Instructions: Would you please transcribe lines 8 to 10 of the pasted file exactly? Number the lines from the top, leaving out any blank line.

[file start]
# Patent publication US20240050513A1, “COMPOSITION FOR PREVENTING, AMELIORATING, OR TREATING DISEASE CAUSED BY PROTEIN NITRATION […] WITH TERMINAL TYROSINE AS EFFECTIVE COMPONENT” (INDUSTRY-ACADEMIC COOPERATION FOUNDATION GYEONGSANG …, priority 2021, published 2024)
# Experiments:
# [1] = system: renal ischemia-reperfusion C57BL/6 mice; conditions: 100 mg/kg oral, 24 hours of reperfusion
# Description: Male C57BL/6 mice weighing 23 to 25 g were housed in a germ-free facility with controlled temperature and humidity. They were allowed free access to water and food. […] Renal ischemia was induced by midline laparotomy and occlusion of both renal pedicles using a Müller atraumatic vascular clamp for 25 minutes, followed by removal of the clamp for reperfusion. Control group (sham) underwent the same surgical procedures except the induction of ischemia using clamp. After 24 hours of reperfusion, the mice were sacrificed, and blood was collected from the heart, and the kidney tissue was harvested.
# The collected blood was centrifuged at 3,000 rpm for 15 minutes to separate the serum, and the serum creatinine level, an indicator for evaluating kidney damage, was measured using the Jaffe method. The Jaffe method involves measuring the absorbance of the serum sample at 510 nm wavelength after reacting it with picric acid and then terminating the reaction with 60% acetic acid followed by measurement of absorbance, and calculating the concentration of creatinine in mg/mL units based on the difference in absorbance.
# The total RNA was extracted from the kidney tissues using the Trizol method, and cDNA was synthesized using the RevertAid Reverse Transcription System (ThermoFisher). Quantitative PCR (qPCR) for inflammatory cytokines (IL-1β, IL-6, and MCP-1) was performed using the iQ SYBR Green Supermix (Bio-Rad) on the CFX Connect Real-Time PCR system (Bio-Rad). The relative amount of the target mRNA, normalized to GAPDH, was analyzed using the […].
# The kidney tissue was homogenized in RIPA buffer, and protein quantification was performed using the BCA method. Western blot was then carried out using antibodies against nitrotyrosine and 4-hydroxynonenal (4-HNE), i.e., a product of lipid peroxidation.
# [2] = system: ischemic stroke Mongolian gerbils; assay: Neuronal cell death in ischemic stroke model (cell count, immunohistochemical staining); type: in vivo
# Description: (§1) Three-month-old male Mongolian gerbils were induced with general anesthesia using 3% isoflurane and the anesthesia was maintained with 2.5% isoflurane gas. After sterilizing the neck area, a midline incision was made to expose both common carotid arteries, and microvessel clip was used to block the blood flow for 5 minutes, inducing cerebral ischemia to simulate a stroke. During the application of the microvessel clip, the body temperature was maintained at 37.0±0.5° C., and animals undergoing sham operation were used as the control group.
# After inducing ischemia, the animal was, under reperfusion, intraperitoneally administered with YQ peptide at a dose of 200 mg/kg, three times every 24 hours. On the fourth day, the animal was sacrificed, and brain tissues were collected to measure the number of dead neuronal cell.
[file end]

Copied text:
# [2] = system: ischemic stroke Mongolian gerbils; assay: Neuronal cell death in ischemic stroke model (cell count, immunohistochemical staining); type: in vivo
# Description: (§1) Three-month-old male Mongolian gerbils were induced with general anesthesia using 3% isoflurane and the anesthesia was maintained with 2.5% isoflurane gas. After sterilizing the neck area, a midline incision was made to expose both common carotid arteries, and microvessel clip was used to block the blood flow for 5 minutes, inducing cerebral ischemia to simulate a stroke. During the application of the microvessel clip, the body temperature was maintained at 37.0±0.5° C., and animals undergoing sham operation were used as the control group.
# After inducing ischemia, the animal was, under reperfusion, intraperitoneally administered with YQ peptide at a dose of 200 mg/kg, three times every 24 hours. On the fourth day, the animal was sacrificed, and brain tissues were collected to measure the number of dead neuronal cell.